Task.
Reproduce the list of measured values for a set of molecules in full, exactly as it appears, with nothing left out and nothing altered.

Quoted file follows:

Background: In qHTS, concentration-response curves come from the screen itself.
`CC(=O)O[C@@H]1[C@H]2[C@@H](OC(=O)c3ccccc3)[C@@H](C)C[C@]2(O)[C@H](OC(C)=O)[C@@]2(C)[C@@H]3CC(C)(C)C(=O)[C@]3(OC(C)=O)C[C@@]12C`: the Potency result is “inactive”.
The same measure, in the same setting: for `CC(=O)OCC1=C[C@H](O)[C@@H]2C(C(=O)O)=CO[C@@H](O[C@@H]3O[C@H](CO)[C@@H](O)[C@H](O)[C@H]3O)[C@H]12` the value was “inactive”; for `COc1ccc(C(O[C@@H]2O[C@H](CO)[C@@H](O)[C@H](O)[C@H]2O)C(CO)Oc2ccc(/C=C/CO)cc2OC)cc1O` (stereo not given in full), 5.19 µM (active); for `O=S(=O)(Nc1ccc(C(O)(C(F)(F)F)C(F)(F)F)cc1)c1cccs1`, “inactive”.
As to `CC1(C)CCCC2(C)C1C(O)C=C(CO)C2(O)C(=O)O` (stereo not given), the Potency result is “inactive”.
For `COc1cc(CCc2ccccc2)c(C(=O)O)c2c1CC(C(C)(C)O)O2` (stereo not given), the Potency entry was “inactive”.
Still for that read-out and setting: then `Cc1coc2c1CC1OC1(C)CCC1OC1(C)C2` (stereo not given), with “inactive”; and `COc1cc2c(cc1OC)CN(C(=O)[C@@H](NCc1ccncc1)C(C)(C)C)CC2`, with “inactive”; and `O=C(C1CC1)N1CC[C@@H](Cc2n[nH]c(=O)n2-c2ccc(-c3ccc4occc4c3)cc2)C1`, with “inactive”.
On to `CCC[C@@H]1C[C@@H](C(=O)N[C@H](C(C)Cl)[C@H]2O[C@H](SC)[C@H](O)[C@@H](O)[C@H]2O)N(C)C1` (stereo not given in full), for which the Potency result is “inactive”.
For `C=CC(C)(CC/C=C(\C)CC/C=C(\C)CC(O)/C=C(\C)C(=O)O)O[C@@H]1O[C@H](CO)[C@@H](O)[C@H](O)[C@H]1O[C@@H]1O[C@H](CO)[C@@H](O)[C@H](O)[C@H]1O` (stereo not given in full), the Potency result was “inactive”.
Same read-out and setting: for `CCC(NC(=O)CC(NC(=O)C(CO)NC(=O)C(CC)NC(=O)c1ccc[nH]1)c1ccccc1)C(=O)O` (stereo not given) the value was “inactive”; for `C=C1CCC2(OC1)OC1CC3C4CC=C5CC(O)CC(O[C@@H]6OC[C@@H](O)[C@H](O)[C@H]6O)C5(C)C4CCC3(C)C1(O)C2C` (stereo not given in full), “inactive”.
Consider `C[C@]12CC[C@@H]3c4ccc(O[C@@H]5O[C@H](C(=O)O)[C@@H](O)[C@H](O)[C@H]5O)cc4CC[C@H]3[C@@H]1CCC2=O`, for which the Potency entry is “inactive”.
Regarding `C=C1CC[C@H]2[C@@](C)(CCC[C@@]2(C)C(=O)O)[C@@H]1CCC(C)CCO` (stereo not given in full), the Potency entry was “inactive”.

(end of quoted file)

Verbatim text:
Background: In qHTS, concentration-response curves come from the screen itself.
`CC(=O)O[C@@H]1[C@H]2[C@@H](OC(=O)c3ccccc3)[C@@H](C)C[C@]2(O)[C@H](OC(C)=O)[C@@]2(C)[C@@H]3CC(C)(C)C(=O)[C@]3(OC(C)=O)C[C@@]12C`: the Potency result is “inactive”.
The same measure, in the same setting: for `CC(=O)OCC1=C[C@H](O)[C@@H]2C(C(=O)O)=CO[C@@H](O[C@@H]3O[C@H](CO)[C@@H](O)[C@H](O)[C@H]3O)[C@H]12` the value was “inactive”; for `COc1ccc(C(O[C@@H]2O[C@H](CO)[C@@H](O)[C@H](O)[C@H]2O)C(CO)Oc2ccc(/C=C/CO)cc2OC)cc1O` (stereo not given in full), 5.19 µM (active); for `O=S(=O)(Nc1ccc(C(O)(C(F)(F)F)C(F)(F)F)cc1)c1cccs1`, “inactive”.
As to `CC1(C)CCCC2(C)C1C(O)C=C(CO)C2(O)C(=O)O` (stereo not given), the Potency result is “inactive”.
For `COc1cc(CCc2ccccc2)c(C(=O)O)c2c1CC(C(C)(C)O)O2` (stereo not given), the Potency entry was “inactive”.
Still for that read-out and setting: then `Cc1coc2c1CC1OC1(C)CCC1OC1(C)C2` (stereo not given), with “inactive”; and `COc1cc2c(cc1OC)CN(C(=O)[C@@H](NCc1ccncc1)C(C)(C)C)CC2`, with “inactive”; and `O=C(C1CC1)N1CC[C@@H](Cc2n[nH]c(=O)n2-c2ccc(-c3ccc4occc4c3)cc2)C1`, with “inactive”.
On to `CCC[C@@H]1C[C@@H](C(=O)N[C@H](C(C)Cl)[C@H]2O[C@H](SC)[C@H](O)[C@@H](O)[C@H]2O)N(C)C1` (stereo not given in full), for which the Potency result is “inactive”.
For `C=CC(C)(CC/C=C(\C)CC/C=C(\C)CC(O)/C=C(\C)C(=O)O)O[C@@H]1O[C@H](CO)[C@@H](O)[C@H](O)[C@H]1O[C@@H]1O[C@H](CO)[C@@H](O)[C@H](O)[C@H]1O` (stereo not given in full), the Potency result was “inactive”.
Same read-out and setting: for `CCC(NC(=O)CC(NC(=O)C(CO)NC(=O)C(CC)NC(=O)c1ccc[nH]1)c1ccccc1)C(=O)O` (stereo not given) the value was “inactive”; for `C=C1CCC2(OC1)OC1CC3C4CC=C5CC(O)CC(O[C@@H]6OC[C@@H](O)[C@H](O)[C@H]6O)C5(C)C4CCC3(C)C1(O)C2C` (stereo not given in full), “inactive”.
Consider `C[C@]12CC[C@@H]3c4ccc(O[C@@H]5O[C@H](C(=O)O)[C@@H](O)[C@H](O)[C@H]5O)cc4CC[C@H]3[C@@H]1CCC2=O`, for which the Potency entry is “inactive”.
Regarding `C=C1CC[C@H]2[C@@](C)(CCC[C@@]2(C)C(=O)O)[C@@H]1CCC(C)CCO` (stereo not given in full), the Potency entry was “inactive”.